Kamon The Japanese traditional identity design

Kamon is Japanese traditional symbol to identify an individual, family.
Kamon is written 家紋 in chinese character. 家[ka] means “family” and 紋[mon] means “symbol”, “mark”.

The origin of Kamon was in Heian period (794-1185).
People had drawn many patterns on equipments since Nara period (710-794), but they were just for decorations. Then, Kuge (aristocratic class)  started to use them on bullock carts to identify the carts.

Heiji monogatari emaki (The tale of Heiji)


On the other hand, Buke (military house)  started to use Kamon in the end of Heian period to distinguish among friends and enemies in the battle.

Sekigahara no Kassen Byōbu-zu (Gifu History Museum)


Famous Kamon of Feudal Samurai Warlords (Shogun)
Source: Encyclopedia JAPAN


In the Edo period (1603-1868), since there were few hard battles among samurai, the role of Kamon was changed to be a kind of symbol of authority.
At that time, Japan was a hierarchical society of samurai, farmers, artisans, and merchants(士農工商=4 occupations), so that Kamon was used to indicate social status.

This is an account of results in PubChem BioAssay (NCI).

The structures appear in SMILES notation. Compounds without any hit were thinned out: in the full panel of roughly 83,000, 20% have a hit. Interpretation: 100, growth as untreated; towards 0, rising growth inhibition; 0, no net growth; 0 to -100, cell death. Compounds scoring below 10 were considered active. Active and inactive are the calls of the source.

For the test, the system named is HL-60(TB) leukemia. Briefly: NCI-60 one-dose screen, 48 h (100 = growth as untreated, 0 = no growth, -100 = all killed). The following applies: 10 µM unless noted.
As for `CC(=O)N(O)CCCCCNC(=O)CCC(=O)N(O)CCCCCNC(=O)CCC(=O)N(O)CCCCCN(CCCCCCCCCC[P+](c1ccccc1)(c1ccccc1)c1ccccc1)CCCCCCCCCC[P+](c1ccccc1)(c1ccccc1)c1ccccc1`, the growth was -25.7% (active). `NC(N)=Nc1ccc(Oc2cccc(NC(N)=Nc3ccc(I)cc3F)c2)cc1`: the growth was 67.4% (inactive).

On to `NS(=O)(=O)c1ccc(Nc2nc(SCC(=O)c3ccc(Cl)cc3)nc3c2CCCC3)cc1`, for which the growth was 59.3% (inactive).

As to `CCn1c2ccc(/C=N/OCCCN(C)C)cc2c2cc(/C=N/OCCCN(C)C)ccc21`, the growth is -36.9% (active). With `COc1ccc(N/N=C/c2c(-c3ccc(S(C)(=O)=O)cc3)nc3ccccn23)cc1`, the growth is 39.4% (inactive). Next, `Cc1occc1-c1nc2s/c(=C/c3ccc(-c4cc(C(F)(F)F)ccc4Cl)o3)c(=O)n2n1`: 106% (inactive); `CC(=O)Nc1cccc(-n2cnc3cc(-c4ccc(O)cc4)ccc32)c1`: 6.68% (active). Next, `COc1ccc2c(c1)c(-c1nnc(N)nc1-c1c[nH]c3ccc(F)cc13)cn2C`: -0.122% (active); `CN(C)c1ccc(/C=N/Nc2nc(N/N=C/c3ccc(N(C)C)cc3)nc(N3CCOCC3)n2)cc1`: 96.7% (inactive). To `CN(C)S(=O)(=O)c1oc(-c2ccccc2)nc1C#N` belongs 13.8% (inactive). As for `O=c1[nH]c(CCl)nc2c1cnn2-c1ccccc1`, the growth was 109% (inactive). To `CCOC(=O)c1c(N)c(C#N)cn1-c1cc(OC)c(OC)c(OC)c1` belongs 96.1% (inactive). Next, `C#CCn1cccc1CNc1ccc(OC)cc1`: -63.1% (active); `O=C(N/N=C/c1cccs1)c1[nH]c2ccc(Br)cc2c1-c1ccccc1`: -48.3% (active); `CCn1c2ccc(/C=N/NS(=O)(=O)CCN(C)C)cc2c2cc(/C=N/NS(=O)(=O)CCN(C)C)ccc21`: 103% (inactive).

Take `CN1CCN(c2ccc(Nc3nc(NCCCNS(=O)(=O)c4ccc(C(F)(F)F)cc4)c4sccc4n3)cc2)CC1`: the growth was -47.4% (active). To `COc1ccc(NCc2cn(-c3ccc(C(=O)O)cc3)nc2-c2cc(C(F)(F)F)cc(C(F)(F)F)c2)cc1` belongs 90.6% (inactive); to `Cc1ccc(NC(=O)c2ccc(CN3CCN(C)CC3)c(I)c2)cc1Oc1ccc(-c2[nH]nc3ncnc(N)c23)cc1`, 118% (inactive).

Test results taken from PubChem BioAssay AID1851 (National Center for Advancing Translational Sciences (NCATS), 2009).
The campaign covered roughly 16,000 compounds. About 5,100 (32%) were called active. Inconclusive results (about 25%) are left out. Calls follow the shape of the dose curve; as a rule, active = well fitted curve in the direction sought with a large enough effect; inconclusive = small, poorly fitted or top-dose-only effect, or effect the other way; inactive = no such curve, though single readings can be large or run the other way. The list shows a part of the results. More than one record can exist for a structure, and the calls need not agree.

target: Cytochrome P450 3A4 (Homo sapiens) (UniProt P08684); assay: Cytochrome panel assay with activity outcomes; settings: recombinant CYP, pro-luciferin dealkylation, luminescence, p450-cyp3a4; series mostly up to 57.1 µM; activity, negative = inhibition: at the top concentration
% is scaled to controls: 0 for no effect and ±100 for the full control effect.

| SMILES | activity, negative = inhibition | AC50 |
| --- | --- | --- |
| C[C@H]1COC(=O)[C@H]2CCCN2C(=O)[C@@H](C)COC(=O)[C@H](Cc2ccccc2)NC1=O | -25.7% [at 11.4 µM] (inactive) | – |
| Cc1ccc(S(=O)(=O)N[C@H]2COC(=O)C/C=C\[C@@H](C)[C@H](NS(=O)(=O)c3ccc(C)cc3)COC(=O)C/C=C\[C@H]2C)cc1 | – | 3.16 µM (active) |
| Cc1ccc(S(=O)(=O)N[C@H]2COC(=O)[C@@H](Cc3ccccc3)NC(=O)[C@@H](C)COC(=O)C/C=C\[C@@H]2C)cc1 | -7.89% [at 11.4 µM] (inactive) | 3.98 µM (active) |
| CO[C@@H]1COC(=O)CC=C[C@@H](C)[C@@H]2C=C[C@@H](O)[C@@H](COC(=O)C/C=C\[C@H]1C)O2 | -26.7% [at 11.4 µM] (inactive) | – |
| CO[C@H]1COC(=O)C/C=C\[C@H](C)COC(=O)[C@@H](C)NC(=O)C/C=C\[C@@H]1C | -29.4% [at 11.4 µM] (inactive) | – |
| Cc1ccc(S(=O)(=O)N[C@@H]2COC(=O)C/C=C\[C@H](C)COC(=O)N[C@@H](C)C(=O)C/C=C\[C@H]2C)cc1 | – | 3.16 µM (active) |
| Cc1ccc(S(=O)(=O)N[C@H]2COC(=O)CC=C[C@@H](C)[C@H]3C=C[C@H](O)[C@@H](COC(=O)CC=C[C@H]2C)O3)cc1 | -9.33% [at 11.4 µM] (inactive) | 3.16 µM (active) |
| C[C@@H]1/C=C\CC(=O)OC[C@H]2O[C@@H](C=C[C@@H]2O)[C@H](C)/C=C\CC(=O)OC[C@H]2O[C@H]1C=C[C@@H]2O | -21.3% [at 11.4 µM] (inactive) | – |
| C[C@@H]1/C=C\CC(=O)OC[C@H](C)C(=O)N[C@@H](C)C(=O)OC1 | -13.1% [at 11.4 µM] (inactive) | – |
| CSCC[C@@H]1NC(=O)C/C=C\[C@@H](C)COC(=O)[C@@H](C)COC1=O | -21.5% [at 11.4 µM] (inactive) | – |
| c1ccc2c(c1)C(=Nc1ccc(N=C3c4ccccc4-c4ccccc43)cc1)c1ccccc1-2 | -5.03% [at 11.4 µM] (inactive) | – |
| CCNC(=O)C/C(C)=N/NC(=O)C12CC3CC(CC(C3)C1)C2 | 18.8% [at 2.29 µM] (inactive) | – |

But unlike in Europe where only aristocrats were allowed to use emblems, everyone could use Kamon in Japan.

Kabuki actor wearing a costume with his Kamon


And in this period, it became normal using Kamon on formal dress such as Hakama or Kamishimo

Kamishimo is full dress for men. You can see Kamon on chest and back.


Still today, Montsuki-Hakama (Hakama with Kamon) is the standard of formal dress.

Yuzuru Hanyu, the gold medalist of figure ice skating in 2014 and 2018 Winter Olympics, was wearing Montsuki-Hakama when he was honored by the government of Japan.


And also, many Kamon is still working.

Japanese passport
Kamon of Japanese emperor “Kiku-mon” (kiku=chrysanthemum) are printed.


Many big and historical companies have logos from the Kamons of their founders.

Mitsui & Co.
by Kashiwa Sato
“Mitsui” is written “三井” in chinese character.


And in these days, you can see many logos inspired by Kamon in Japanese graphic design.

COREDO Muromachi logos
by Shoryu Hatoba, a Kamon designer


Tokyo Olympic and Paralympic games logo
by Asao Tokoro , an enthusiast of Kamon


And I’m also impressed by kamon.
You can see the relevance to it in some of my works

kobushi, 2016


Takasago seika, 2016



You can know about kamon well through the sites below.



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